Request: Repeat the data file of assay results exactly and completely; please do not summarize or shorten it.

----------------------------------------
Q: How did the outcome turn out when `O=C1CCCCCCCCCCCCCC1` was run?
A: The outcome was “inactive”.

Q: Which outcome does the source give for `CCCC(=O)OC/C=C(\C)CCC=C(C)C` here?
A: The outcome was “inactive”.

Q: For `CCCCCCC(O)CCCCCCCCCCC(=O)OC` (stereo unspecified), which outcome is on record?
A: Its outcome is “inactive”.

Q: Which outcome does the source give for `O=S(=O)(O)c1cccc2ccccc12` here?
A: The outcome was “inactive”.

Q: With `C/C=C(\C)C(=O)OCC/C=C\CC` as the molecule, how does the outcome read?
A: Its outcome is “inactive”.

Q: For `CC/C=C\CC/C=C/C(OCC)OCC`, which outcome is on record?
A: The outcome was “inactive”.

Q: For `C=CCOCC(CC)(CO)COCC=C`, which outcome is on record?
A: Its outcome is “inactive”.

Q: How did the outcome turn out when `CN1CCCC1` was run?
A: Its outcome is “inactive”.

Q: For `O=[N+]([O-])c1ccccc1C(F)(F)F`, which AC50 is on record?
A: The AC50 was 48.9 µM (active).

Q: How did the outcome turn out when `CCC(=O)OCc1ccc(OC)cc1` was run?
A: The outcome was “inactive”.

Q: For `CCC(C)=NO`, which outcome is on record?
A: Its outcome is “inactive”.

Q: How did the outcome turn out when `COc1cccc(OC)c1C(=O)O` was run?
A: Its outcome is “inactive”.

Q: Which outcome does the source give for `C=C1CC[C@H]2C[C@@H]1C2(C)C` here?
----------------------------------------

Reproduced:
Q: How did the outcome turn out when `O=C1CCCCCCCCCCCCCC1` was run?
A: The outcome was “inactive”.

Q: Which outcome does the source give for `CCCC(=O)OC/C=C(\C)CCC=C(C)C` here?
A: The outcome was “inactive”.

Q: For `CCCCCCC(O)CCCCCCCCCCC(=O)OC` (stereo unspecified), which outcome is on record?
A: Its outcome is “inactive”.

Q: Which outcome does the source give for `O=S(=O)(O)c1cccc2ccccc12` here?
A: The outcome was “inactive”.

Q: With `C/C=C(\C)C(=O)OCC/C=C\CC` as the molecule, how does the outcome read?
A: Its outcome is “inactive”.

Q: For `CC/C=C\CC/C=C/C(OCC)OCC`, which outcome is on record?
A: The outcome was “inactive”.

Q: For `C=CCOCC(CC)(CO)COCC=C`, which outcome is on record?
A: Its outcome is “inactive”.

Q: How did the outcome turn out when `CN1CCCC1` was run?
A: Its outcome is “inactive”.

Q: For `O=[N+]([O-])c1ccccc1C(F)(F)F`, which AC50 is on record?
A: The AC50 was 48.9 µM (active).

Q: How did the outcome turn out when `CCC(=O)OCc1ccc(OC)cc1` was run?
A: The outcome was “inactive”.

Q: For `CCC(C)=NO`, which outcome is on record?
A: Its outcome is “inactive”.

Q: How did the outcome turn out when `COc1cccc(OC)c1C(=O)O` was run?
A: Its outcome is “inactive”.

Q: Which outcome does the source give for `C=C1CC[C@H]2C[C@@H]1C2(C)C` here?